I want to do one more example, one more example about how fuckin' stupid it is with these movie theaters. Let's imagine another scenario. Screw restaurants. Let's imagine you go clothes shopping. I hate clothes shopping already. I do it like once a year, max. Let's say you gotta go clothes shopping, you gotta go buy some new pants. You go, you find your pants. You try on your pants and you get them. You're going to the cash and you're about to pay. You're about to give the lady your card or the man your card, but they guy says, "Okay, before you want to pay, before we pay, before we just run this through, I just want to tell you about this great new fashion line we have coming out next month. Carol, can you come help me and show off the new skirt we're gonna be selling?" Then some woman comes and shows you all these clothes that you can't buy right now and you can buy in the future. You haven't asked about them but they're just gonna shove it in front of your face. That's what they're doing at movie theaters. I don't know. It pisses me off. It grinds my gears.

 

 

I think that's it guys. I'm gonna wrap this one up. We're gonna see you on Saturday. We're doing the storytelling challenge. That's gonna be fun. Don't forget about that. Sunday, if you're up for the Uncensored English Café, don't wait, there's only I think three more spots left, two of them are gone. Go on the group, join, RSVP it if you want to come and write that review for us on iTunes for Uncensored English Podcast. That's it, guys. We'll catch you on the next podcast of Uncensored English.

Jan 9, 2017

Today on Uncensored English we discuss things that grind our gears. Max the American is back on and we have a fun convo about all those silly inconveniences in life. Transcript available and don't forget to sign up for the Uncensored English Cafe on Sunday.

 

Keiran:

Hey Max, how's it going man?

 

Max:

Super good. How are you doing Keiran.

 

Keiran:

I'm doing good. I'm doing good. It's been a while since you were on the podcast. You were on here back in December, early December, I think you did the storytelling challenge with Pavel.

 

Max:

Yeah. Yeah, that was a lot of fun.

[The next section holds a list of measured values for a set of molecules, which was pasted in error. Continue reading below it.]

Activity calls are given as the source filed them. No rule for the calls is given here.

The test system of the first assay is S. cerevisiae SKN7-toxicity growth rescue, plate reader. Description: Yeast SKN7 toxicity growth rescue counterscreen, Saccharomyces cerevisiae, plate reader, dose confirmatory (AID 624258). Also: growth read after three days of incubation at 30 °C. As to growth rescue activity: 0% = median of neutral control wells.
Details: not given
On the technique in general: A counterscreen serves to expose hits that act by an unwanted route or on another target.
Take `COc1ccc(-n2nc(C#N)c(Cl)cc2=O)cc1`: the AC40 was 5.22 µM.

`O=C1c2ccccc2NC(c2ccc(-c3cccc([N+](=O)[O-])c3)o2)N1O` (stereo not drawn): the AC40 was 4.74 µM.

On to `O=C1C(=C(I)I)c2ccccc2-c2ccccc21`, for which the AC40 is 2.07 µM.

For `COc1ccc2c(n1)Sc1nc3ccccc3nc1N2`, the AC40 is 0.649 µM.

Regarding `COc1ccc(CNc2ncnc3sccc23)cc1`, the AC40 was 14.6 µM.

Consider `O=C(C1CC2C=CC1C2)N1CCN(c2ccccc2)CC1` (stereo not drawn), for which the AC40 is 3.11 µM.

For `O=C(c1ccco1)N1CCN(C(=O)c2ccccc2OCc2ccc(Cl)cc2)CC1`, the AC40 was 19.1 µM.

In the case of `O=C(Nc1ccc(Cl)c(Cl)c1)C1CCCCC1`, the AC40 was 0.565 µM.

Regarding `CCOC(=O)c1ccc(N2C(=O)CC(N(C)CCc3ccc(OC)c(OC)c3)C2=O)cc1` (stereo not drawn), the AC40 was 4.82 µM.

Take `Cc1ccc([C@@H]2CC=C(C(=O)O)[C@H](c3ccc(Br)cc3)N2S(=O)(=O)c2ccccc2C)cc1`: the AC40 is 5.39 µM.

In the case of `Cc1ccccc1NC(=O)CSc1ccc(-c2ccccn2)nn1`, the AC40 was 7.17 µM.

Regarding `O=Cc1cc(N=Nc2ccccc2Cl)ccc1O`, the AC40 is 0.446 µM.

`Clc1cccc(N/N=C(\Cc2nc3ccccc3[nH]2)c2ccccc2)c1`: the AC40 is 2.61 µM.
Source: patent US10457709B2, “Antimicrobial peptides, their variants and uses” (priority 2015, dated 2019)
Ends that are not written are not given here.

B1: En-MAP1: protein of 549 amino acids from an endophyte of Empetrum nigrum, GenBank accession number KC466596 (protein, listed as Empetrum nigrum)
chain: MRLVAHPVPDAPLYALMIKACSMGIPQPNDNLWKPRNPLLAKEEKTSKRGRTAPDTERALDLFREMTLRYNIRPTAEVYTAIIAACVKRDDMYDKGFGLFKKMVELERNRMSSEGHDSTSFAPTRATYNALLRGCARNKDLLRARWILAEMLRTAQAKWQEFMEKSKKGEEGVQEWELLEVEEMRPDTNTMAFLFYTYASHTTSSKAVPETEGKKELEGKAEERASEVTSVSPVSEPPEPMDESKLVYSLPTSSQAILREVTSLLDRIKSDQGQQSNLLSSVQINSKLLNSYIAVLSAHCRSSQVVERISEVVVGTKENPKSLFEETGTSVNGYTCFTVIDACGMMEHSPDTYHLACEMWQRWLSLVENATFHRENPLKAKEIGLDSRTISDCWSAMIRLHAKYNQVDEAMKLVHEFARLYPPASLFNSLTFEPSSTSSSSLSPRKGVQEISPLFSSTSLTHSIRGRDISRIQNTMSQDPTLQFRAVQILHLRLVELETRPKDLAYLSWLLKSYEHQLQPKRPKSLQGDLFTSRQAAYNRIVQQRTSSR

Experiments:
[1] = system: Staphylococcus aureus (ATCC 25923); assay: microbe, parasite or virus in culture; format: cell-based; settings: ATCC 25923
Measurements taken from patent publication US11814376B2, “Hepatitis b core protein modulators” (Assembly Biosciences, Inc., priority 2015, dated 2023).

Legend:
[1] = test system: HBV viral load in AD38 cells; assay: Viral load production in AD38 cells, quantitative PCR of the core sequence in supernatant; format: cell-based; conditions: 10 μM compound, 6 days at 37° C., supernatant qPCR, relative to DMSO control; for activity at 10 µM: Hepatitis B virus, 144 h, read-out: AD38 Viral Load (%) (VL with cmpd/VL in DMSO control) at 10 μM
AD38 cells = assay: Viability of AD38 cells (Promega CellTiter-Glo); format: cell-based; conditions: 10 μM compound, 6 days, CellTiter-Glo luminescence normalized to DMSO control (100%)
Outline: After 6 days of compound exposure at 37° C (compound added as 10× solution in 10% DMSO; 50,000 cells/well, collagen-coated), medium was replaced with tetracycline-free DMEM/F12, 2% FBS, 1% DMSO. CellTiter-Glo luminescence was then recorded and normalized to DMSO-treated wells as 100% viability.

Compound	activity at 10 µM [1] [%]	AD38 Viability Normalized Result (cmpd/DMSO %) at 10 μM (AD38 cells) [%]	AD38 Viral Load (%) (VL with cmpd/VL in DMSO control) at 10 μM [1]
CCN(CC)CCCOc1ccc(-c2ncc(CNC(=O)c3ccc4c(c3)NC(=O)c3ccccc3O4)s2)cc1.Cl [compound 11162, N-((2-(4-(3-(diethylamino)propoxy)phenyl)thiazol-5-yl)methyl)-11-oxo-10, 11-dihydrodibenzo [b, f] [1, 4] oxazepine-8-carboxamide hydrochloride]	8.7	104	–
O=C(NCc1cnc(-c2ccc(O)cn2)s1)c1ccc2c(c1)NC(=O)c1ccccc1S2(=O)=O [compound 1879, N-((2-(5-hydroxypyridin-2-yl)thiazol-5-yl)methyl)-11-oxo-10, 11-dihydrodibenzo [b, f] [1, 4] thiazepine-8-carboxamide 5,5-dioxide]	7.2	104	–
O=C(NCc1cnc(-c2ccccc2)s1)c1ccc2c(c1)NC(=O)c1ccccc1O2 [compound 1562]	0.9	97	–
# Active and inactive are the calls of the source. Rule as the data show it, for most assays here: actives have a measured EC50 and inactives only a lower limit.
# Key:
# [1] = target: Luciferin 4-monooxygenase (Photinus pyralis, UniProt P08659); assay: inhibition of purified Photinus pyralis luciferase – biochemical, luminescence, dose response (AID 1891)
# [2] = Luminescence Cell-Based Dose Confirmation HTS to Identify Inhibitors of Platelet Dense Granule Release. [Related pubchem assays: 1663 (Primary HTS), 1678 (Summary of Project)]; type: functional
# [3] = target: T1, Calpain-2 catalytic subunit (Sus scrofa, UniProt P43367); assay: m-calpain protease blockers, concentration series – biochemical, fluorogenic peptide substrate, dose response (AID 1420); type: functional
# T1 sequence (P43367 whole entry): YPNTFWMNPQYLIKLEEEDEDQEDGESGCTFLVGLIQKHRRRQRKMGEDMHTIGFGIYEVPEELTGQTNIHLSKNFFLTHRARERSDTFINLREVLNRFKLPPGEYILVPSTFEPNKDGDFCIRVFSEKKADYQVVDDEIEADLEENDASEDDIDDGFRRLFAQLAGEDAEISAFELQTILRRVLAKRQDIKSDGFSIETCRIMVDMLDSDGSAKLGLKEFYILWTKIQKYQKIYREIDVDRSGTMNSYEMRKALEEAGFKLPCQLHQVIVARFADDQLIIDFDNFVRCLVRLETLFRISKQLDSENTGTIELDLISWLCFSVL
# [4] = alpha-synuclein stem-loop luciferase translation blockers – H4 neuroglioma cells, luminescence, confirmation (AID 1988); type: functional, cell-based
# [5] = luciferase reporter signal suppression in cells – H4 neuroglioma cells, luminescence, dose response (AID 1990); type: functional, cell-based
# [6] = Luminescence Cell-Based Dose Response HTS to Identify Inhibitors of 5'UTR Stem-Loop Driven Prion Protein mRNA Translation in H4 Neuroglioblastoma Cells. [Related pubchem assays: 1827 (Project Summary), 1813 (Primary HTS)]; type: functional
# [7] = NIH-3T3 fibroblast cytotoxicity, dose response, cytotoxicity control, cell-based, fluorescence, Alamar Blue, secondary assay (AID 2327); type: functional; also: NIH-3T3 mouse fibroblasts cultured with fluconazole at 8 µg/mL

Keiran:

What have you been up to since then?

 

Max:

Since then I've gone on a trip. I'm in the United States right now. Mostly just continuing working. I guess everybody just has to work all the time. Besides that, having a trip home right now. It's pretty fun.

 

Keiran:

Basically, same shit, different day, but you're at home instead of in Montreal.

 

Max:

Yes sir.

 

Keiran:

All right, nice. Okay, so today I'm excited to have you back on the podcast helping me. You said you were going to help me do a podcast this morning and that got delayed.

 

Max:

Got delayed a lot. Got delayed a lot.

 

Keiran:

Got delayed a a lot, yeah.

 

Max:

Yeah, yeah.

 

Keiran:

First it was your fault.

 

Max:

I needed ... For my meeting. I had a meeting to do.

 

Keiran:

Yeah, you had a legitimate reason.

 

Max:

Yeah, I'm very important.

 

Keiran:

Right, and then it was my fault.

 

Max:

What was your reason?

 

Keiran:

My reason was I was too tired because I was emotionally drained from being angry that I was experiences technical difficulties with my podcast.

 

Max:

Right, right. It wasn't uploading your actual podcasts.

 

Keiran:

Well, I uploaded it. It just didn't display it on the iTunes news feeds and that's really bad for me because then people won't find my podcasts and people who are listening won't find it. That brings us to our topic for the today, which is it pisses me off. It really pissed me off.

 

Max:

Yep, pisses me off.

 

Keiran:

I could also say, we could also say ... What's another idiom for something that frustrates you?

 

Max:

Grinds my gears.

 

Keiran:

Grinds your ... What grinds your gears man?

 

Max:

Oh man, needy bosses, controlling bosses grinds my gears. I'm pretty sure I've complained about bosses before so people will remember maybe.

 

Keiran:

Was that grinding your gears this morning when you had your meeting?

 

Max:

A bit, because I woke up at 8:00 for a meeting and there was somebody else in there doing it already and I was like, why would you put both of us here? Only one of us had to be here. One of us could've slept until 9:00, like a lazy bastard like I am, but no, I was awake. I was awake.

 

Keiran:

You know what also grinds my gears is that you have to wake up at 8:00 for a morning meeting.

 

Max:

Oh yeah. It used to be 7:30, had to be at the office already.